‘Landmark’ basement case is resubmitted

An animator who lost a landmark case for a proposed basement extension under his small terrace house in Kentish Town has provoked the wrath of his neighbours by resubmitting his application.

James Ireland lost his first fight for a bigger basement at his railway cottage home in Quadrant Grove in October 2014, after neighbours successfully argued against a “loophole” which allows homeowners to dig for extra space without full planning permission.

Mr Ireland initially applied to build a 350 square foot bedroom complete with en-suite bathroom beneath his £1.2 million home, but councillors on Camden’s planning committee disallowed it, despite their planning officers recommending approval.

Now, just over a year on, Mr Ireland has again asked the council to consider his request for a certificate of permitted development for the construction of a basement.

Such certificates allow for minor redevelopment to a property where the work will not significantly impact on other residents.

Round two of Quadrant Grove’s basement wars has now broken out, with one disgruntled resident writing in their letter of objection: “The level of disruption and noise pollution to the residents during the course of the excavation and building works will be intolerable.

“Because this street is so small, nearly all residents will be affected by this...These houses are not solidly built and have minimal foundations, and so the impact on the houses on either side, and possibly further in the terrace, is almost inevitable.”

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The Quadrant Grove Residents’ Association has written to the council to express “the strongest possible objection” to this proposal.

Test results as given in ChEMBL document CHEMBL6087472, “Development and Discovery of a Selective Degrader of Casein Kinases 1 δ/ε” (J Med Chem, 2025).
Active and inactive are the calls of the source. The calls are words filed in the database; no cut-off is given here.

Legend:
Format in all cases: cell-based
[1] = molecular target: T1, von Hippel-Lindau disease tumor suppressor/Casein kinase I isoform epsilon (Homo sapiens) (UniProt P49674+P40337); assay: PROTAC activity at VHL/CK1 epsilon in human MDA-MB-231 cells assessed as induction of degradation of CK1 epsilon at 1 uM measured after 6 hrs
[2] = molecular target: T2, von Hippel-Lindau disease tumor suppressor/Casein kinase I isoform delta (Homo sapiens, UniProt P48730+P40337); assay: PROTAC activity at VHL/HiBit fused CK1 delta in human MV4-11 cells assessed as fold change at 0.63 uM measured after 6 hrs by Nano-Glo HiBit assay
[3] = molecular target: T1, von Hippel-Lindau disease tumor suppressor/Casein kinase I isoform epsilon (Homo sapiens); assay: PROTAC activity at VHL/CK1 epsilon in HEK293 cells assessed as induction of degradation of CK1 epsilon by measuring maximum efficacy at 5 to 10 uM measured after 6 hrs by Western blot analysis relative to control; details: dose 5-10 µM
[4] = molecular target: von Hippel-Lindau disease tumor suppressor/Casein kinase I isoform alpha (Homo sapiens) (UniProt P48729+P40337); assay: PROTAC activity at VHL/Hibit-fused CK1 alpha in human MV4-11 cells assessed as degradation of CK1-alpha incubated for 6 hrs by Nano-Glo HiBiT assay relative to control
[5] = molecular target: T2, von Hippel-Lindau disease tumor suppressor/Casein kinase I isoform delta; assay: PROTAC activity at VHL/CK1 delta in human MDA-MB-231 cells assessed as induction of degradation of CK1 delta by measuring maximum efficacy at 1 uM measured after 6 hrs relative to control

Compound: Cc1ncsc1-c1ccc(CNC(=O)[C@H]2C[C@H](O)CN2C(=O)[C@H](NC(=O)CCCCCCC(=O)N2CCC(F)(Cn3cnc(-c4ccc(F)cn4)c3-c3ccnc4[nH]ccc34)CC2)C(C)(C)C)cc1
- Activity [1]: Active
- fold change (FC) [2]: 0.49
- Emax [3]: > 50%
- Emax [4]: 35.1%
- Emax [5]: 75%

Christopher Sallon, a criminal barrister who chairs the association, wrote of his concern over the council’s approach to permitted development (PD) rights.

He wrote: “We wish to register our deep concern about the way in which Camden policy and decision making in this area is evolving.

“First, there is a real perception that the council is not adopting an entirely even-handed approach between applicants and objectors in this area....It has become apparent from a number of recent cases that instead of deciding each renewed application on its merits, the council has adopted a pro-forma rubber stamp approach which tends to favour applicants, and which, owing to 40 per cent cuts by central government, is wholly cost-driven.”

Camden gave a seminar for all councillors on its revised policy towards permitted development last October, after planning chief Cllr Phil Jones said that due to the risk of losing costly court cases, the council’s approach towards PD “must regrettably change”.

Planning officers will be obliged to look at Mr Ireland’s proposals again before making their recommendations to the council.